There are reports produced that developers don't get to see that the manager does to compare developers this way.
Of course, this can be easilly gamed. The most cunning developers will go out of their way to get the tasks that are clearly defined in scope and that they are familiar with, while others always end up getting the short end of the stick.
Guess who is going to look better under that report. Developers are overloaded, and will actually avoid to raise new issues or suggest improvements and new tasks, with fear that they will get more work on top of the workload that they can't already handle.
JIRA is really used by middle management to treat developers as essentially replaceable assembly line workers in a factory context.
I think the more fundamental issue is that most businesses that existed before and after digitization don't really understand or appreciate that they are alive because of that transformation.
Most tech enabled companies do not understand that competent IT execution is important to their ability to have freedom of movement and the ability to respond to change in their markets.
Also Developers think developing is important, but also business thinks business is more important and they got by with paper and phones for a long time before computers turned up.
Both are fair points.
I would say that quality of life at work (in tech) is a function of how much the business thinks that the work you do is important. Is IT a cost center or a capability factory where you work?
In start ups and tech focused companies the core work is technology so it's easy to understand the investment. But places where IT isn't core work, developers are just cogs. They get treated like crap and are made to sprint because who cares, the 'actual' business is important.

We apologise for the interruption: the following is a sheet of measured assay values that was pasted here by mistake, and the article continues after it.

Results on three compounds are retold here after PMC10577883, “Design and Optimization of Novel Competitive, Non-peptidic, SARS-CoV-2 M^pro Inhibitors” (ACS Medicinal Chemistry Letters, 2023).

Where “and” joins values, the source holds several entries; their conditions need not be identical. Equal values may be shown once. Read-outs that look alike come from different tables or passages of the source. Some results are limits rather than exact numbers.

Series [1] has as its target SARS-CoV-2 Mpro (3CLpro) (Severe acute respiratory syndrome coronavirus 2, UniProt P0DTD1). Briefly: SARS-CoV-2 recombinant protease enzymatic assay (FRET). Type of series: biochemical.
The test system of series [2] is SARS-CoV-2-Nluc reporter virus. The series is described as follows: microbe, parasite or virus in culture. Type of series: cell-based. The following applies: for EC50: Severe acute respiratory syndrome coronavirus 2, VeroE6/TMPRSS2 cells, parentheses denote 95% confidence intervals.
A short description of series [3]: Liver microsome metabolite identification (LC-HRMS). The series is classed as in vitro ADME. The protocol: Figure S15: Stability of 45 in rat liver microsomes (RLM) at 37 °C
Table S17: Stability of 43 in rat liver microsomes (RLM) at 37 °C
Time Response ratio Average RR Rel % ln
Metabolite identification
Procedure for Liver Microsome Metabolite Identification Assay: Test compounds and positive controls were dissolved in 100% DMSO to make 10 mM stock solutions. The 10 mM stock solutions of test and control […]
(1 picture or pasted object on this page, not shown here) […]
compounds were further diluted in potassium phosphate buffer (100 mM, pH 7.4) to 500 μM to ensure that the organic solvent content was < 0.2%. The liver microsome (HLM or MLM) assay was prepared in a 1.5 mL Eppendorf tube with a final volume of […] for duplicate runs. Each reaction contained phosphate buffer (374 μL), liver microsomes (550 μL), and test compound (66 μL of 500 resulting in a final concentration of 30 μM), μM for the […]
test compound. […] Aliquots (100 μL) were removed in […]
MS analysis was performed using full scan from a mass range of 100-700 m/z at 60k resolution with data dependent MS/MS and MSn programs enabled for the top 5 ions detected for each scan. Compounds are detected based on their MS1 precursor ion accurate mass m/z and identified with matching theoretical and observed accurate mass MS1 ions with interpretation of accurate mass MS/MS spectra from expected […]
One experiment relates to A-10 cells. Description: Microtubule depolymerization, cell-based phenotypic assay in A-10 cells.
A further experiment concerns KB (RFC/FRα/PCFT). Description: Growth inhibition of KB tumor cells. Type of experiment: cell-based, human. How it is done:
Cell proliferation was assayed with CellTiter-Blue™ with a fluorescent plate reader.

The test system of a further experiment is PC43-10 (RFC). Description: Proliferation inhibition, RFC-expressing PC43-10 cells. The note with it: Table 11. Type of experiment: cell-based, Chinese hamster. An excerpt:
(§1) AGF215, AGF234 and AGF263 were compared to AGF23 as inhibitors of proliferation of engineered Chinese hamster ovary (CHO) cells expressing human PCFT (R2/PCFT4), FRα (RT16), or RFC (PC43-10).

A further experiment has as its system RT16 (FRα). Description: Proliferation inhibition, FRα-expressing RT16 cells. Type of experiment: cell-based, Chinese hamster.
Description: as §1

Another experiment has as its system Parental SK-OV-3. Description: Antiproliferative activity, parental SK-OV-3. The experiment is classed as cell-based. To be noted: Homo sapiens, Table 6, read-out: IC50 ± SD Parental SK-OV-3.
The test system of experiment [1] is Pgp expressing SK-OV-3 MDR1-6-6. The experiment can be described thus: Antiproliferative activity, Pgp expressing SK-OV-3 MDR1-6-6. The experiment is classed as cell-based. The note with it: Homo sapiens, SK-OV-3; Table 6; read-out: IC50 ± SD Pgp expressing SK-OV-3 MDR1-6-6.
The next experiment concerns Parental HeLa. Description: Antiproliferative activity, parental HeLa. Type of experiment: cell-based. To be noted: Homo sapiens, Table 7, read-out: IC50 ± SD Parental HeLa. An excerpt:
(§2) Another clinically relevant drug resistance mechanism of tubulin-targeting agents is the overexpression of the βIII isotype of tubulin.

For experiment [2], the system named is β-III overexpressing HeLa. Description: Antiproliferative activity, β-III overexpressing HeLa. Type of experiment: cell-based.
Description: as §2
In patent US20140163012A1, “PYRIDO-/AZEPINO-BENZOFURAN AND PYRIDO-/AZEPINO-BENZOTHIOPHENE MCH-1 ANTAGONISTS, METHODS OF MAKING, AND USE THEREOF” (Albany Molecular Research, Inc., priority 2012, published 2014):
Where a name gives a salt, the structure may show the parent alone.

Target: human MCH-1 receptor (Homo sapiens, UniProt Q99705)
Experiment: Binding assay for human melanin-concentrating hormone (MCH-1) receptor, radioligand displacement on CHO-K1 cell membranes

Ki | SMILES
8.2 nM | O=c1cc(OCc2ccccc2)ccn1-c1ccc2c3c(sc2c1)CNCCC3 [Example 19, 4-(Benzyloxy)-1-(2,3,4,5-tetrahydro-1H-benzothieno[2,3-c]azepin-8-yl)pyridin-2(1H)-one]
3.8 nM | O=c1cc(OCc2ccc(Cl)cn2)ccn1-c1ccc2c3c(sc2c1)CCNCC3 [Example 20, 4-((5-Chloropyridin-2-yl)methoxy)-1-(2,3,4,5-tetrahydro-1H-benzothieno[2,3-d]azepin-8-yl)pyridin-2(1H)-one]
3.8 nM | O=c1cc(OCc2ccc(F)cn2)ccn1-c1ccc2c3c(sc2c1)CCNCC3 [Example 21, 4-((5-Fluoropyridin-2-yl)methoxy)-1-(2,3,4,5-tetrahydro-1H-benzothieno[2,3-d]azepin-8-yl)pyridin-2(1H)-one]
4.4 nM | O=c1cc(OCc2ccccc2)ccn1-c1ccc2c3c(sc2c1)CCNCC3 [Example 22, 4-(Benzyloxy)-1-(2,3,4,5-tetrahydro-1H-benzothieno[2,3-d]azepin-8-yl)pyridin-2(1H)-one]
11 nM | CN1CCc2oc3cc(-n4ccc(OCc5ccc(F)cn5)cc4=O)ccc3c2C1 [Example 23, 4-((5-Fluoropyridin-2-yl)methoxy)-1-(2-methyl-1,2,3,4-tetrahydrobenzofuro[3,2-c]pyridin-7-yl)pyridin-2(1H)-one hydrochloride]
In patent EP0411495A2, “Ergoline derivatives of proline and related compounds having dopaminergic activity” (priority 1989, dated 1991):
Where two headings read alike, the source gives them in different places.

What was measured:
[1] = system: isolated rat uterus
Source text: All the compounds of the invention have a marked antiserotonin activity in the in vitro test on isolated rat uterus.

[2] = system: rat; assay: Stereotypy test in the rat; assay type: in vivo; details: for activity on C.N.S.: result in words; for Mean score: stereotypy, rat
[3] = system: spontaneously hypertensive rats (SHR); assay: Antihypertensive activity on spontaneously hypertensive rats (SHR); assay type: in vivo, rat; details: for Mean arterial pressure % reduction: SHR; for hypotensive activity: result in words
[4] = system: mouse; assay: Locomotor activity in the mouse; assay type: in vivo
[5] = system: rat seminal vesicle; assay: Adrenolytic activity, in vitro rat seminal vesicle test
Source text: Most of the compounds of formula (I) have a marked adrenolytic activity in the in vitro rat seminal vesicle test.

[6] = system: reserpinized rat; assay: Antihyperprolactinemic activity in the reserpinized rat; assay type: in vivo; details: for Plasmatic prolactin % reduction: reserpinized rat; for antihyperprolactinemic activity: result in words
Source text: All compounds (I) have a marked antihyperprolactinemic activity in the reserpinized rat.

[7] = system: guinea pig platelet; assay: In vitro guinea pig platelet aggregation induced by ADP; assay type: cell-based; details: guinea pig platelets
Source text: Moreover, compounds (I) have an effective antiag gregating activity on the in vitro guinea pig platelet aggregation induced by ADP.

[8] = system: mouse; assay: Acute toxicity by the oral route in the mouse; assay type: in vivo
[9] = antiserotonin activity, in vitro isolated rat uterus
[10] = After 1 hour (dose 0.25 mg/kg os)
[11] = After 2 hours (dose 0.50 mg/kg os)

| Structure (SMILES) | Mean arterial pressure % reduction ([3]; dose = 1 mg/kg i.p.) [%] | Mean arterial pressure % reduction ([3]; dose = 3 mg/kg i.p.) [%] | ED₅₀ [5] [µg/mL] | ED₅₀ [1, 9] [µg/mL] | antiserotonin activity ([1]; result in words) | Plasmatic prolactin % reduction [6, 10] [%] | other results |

Lastly, IT workers talk a big game about Unions but I'd really like to see the day where a strike by IT workers starts with them walking off the job after turning off the network.
I think Atlassian is the Uber of the software development process and devs are the drivers.
Death by metrics isn't the fault of Jira--Jira provides tools to do many things more effectively, and gathering metrics is just one of those. Providing effective tools to ineffective people, unfortunately, does allow those people to shoot themselves (and in management's case, everyone around them also) in the foot more easily.
Exacerbating this, as you mentioned, is that metrics do provide a simple, cheap representation of productivity, even if that representation is not aligned with reality. Middle management can present this to upper management to show that they're doing a "good" job, and upper management will be none the wiser about what's not exposed by the metric until a while down the road when problems created by optimizing for those metrics become more apparent.
We use JIRA and we find it extremely useful, although we never use real-time values for estimates or reporting. Story points, which I believe are recommended by the Agile framework, are used to estimate and draw burn down charts and reports. We can then use these to adjust our estimates for future sprints.
JIRA really is a tool and just because some managers use it poorly, doesn't mean that is why it was created. Those managers would be bad regardless of the tool.